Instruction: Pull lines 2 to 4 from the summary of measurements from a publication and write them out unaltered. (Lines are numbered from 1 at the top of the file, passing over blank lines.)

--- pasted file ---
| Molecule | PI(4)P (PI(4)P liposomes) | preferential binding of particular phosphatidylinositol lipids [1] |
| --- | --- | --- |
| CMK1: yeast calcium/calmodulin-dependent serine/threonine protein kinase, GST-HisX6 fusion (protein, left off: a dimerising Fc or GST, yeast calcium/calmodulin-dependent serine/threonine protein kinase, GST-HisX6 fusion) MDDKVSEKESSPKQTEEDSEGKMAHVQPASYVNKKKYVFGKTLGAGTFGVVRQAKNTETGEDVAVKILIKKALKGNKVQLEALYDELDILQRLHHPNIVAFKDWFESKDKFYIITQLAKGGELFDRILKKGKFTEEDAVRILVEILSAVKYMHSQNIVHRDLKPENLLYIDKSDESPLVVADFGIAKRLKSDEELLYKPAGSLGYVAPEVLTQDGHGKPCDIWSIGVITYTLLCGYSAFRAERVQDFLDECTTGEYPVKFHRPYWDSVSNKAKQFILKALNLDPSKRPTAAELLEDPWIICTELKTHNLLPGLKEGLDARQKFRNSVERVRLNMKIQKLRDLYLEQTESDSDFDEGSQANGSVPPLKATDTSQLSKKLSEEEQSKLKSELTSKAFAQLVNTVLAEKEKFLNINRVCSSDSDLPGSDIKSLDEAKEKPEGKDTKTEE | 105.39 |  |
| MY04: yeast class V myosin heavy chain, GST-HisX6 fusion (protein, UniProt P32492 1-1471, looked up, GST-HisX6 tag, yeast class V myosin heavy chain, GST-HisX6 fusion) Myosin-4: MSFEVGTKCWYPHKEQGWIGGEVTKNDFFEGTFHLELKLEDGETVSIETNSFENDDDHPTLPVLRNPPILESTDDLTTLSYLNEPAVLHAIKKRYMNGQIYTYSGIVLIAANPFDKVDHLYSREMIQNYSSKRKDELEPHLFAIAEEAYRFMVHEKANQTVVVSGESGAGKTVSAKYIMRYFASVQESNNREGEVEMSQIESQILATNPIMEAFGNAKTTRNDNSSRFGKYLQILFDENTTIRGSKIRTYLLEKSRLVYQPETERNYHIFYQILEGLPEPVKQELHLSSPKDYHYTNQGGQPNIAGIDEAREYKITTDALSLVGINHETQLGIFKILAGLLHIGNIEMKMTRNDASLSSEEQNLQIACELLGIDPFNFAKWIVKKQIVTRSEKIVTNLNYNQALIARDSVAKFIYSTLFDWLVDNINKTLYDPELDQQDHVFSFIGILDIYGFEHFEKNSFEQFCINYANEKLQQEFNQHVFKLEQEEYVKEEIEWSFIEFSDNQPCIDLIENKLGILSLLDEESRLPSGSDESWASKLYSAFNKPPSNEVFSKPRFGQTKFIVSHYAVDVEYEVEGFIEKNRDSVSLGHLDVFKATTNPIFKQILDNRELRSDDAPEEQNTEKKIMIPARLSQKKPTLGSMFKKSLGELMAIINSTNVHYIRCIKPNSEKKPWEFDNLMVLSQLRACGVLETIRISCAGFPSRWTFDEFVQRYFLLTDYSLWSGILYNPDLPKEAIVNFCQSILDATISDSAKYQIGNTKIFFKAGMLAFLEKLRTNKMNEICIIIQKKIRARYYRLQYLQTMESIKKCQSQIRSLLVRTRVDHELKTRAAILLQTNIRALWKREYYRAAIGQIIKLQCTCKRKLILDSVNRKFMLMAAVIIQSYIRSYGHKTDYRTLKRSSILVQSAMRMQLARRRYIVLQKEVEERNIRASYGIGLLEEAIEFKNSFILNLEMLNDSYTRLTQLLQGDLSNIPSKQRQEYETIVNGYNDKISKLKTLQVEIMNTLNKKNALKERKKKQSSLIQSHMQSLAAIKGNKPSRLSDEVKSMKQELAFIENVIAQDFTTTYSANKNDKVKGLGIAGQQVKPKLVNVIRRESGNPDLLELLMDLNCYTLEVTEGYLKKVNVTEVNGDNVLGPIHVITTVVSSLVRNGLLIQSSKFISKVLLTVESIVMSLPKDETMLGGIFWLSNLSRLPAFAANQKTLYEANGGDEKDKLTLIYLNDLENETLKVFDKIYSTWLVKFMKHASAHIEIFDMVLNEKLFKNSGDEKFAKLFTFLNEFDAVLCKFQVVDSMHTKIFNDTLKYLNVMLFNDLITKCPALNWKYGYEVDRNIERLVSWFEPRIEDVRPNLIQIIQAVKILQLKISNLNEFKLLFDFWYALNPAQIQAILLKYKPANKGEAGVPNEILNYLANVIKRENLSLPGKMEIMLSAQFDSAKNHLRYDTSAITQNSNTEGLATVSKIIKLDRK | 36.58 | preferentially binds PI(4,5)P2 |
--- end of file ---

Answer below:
| --- | --- | --- |
| CMK1: yeast calcium/calmodulin-dependent serine/threonine protein kinase, GST-HisX6 fusion (protein, left off: a dimerising Fc or GST, yeast calcium/calmodulin-dependent serine/threonine protein kinase, GST-HisX6 fusion) MDDKVSEKESSPKQTEEDSEGKMAHVQPASYVNKKKYVFGKTLGAGTFGVVRQAKNTETGEDVAVKILIKKALKGNKVQLEALYDELDILQRLHHPNIVAFKDWFESKDKFYIITQLAKGGELFDRILKKGKFTEEDAVRILVEILSAVKYMHSQNIVHRDLKPENLLYIDKSDESPLVVADFGIAKRLKSDEELLYKPAGSLGYVAPEVLTQDGHGKPCDIWSIGVITYTLLCGYSAFRAERVQDFLDECTTGEYPVKFHRPYWDSVSNKAKQFILKALNLDPSKRPTAAELLEDPWIICTELKTHNLLPGLKEGLDARQKFRNSVERVRLNMKIQKLRDLYLEQTESDSDFDEGSQANGSVPPLKATDTSQLSKKLSEEEQSKLKSELTSKAFAQLVNTVLAEKEKFLNINRVCSSDSDLPGSDIKSLDEAKEKPEGKDTKTEE | 105.39 |  |
| MY04: yeast class V myosin heavy chain, GST-HisX6 fusion (protein, UniProt P32492 1-1471, looked up, GST-HisX6 tag, yeast class V myosin heavy chain, GST-HisX6 fusion) Myosin-4: MSFEVGTKCWYPHKEQGWIGGEVTKNDFFEGTFHLELKLEDGETVSIETNSFENDDDHPTLPVLRNPPILESTDDLTTLSYLNEPAVLHAIKKRYMNGQIYTYSGIVLIAANPFDKVDHLYSREMIQNYSSKRKDELEPHLFAIAEEAYRFMVHEKANQTVVVSGESGAGKTVSAKYIMRYFASVQESNNREGEVEMSQIESQILATNPIMEAFGNAKTTRNDNSSRFGKYLQILFDENTTIRGSKIRTYLLEKSRLVYQPETERNYHIFYQILEGLPEPVKQELHLSSPKDYHYTNQGGQPNIAGIDEAREYKITTDALSLVGINHETQLGIFKILAGLLHIGNIEMKMTRNDASLSSEEQNLQIACELLGIDPFNFAKWIVKKQIVTRSEKIVTNLNYNQALIARDSVAKFIYSTLFDWLVDNINKTLYDPELDQQDHVFSFIGILDIYGFEHFEKNSFEQFCINYANEKLQQEFNQHVFKLEQEEYVKEEIEWSFIEFSDNQPCIDLIENKLGILSLLDEESRLPSGSDESWASKLYSAFNKPPSNEVFSKPRFGQTKFIVSHYAVDVEYEVEGFIEKNRDSVSLGHLDVFKATTNPIFKQILDNRELRSDDAPEEQNTEKKIMIPARLSQKKPTLGSMFKKSLGELMAIINSTNVHYIRCIKPNSEKKPWEFDNLMVLSQLRACGVLETIRISCAGFPSRWTFDEFVQRYFLLTDYSLWSGILYNPDLPKEAIVNFCQSILDATISDSAKYQIGNTKIFFKAGMLAFLEKLRTNKMNEICIIIQKKIRARYYRLQYLQTMESIKKCQSQIRSLLVRTRVDHELKTRAAILLQTNIRALWKREYYRAAIGQIIKLQCTCKRKLILDSVNRKFMLMAAVIIQSYIRSYGHKTDYRTLKRSSILVQSAMRMQLARRRYIVLQKEVEERNIRASYGIGLLEEAIEFKNSFILNLEMLNDSYTRLTQLLQGDLSNIPSKQRQEYETIVNGYNDKISKLKTLQVEIMNTLNKKNALKERKKKQSSLIQSHMQSLAAIKGNKPSRLSDEVKSMKQELAFIENVIAQDFTTTYSANKNDKVKGLGIAGQQVKPKLVNVIRRESGNPDLLELLMDLNCYTLEVTEGYLKKVNVTEVNGDNVLGPIHVITTVVSSLVRNGLLIQSSKFISKVLLTVESIVMSLPKDETMLGGIFWLSNLSRLPAFAANQKTLYEANGGDEKDKLTLIYLNDLENETLKVFDKIYSTWLVKFMKHASAHIEIFDMVLNEKLFKNSGDEKFAKLFTFLNEFDAVLCKFQVVDSMHTKIFNDTLKYLNVMLFNDLITKCPALNWKYGYEVDRNIERLVSWFEPRIEDVRPNLIQIIQAVKILQLKISNLNEFKLLFDFWYALNPAQIQAILLKYKPANKGEAGVPNEILNYLANVIKRENLSLPGKMEIMLSAQFDSAKNHLRYDTSAITQNSNTEGLATVSKIIKLDRK | 36.58 | preferentially binds PI(4,5)P2 |